Raising our daughters: Let’s not pass down the ‘petty’

Photo Credit: Shutterstock/Monkey Business Images
Photo Credit: Shutterstock/Monkey Business Images

We live in a time where being “petty” and throwing “shade” are often bragged about. Women and girls alike, are often heard or seen talking about how petty they’ve been or how much shade they’ve thrown to someone. Some wear petty and shade like they are badges of honor — not just your favorite celebrities and public figures, but everyday moms and around-the-way girls.

When I was younger, I used to think that it was “real” to be blatantly outspoken, like almost to the point where I should have lost friends. I didn’t though, because we were all that way. Back then, we called it being “real,” I guess. Now petty and shade are the new real, and it’s starting to get very old.


There’s nothing cute about embarrassing other people, or being rude for no reason. Yes, we all have our days where being nice doesn’t make the to-do list, but still we have to do better. If not for ourselves and other women around us, we must for our daughter and all other girls who look up to us.

What would the world be like if we raised another generation of women who are so busy competing with and shading one another, that they don’t know how to unite? Now, we have some strong women who are pushing unity and displaying all types of #BlackGirlMagic together, but the pettiness is starting to outshine the good.


We can’t be pro-women one day, and queen petty the next. It just doesn’t work like that. Women have come very far, we’re constantly breaking barriers and doing things that have been owned by men for far too long.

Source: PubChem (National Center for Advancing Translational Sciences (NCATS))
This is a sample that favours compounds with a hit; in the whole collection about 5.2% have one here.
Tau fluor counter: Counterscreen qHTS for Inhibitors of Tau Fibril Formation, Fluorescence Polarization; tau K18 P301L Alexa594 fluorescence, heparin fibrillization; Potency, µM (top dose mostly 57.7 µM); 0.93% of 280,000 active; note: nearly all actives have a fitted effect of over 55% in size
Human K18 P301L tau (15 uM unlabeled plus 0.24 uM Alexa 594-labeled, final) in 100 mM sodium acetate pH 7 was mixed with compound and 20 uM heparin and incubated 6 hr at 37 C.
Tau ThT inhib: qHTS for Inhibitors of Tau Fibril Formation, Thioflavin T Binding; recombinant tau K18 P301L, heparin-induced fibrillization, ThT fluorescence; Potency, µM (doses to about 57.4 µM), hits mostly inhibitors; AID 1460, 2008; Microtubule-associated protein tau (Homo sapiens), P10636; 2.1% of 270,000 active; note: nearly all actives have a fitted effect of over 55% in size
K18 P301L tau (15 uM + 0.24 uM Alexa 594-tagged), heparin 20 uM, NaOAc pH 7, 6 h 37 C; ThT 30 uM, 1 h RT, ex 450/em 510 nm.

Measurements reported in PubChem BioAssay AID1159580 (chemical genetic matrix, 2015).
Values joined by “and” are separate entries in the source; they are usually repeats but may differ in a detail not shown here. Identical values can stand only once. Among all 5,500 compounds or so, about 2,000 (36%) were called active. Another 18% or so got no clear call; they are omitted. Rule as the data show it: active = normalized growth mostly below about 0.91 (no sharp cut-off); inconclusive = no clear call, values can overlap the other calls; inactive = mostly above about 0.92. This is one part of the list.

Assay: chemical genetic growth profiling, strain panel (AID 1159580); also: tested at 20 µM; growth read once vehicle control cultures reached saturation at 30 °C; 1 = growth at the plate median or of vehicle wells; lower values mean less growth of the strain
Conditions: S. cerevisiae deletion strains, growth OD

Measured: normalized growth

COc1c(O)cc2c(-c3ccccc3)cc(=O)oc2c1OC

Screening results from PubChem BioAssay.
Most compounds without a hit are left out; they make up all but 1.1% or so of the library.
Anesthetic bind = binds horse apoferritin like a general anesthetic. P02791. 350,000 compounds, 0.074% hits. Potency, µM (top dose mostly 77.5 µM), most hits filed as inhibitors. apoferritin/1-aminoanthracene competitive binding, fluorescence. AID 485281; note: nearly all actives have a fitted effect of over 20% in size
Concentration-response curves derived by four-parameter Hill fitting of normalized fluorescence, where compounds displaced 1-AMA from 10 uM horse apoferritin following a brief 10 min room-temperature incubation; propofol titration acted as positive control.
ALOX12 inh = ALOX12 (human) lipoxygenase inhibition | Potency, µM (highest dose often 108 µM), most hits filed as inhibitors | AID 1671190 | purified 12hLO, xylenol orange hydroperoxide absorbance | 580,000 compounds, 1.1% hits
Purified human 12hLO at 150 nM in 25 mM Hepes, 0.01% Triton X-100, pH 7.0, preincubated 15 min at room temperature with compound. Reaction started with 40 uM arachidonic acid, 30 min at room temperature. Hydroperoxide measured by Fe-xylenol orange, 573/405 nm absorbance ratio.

There are levels to pettiness, and some aren’t as bad as others. The type of petty I’m hoping we rise above is the type that finds it funny to demean other women, or people in general. Or the ones who do everything in their power to bring someone else down, for the sake of being petty. Last but not least, are the bitter ones who take petty to the level of keeping a man away from his children out of spite.

As a mother, I can’t afford for my petty to shine brighter than my greatness. I can’t be the queen of throwing shade for no reason, when my princess is growing up in my shadow. If I want her to be a better person than me, I must continue to be better than my prior self. If that means being petty is no more, than so be it.

This may sound like it’s not much of an issue, but when you look around and see how petty is being celebrated and portrayed, you will understand that it can and will be a bigger problem. Ladies, can we stop praising petty and saluting shade? I’m sure there are far more traits for us to celebrate. Let’s not pass down the petty.

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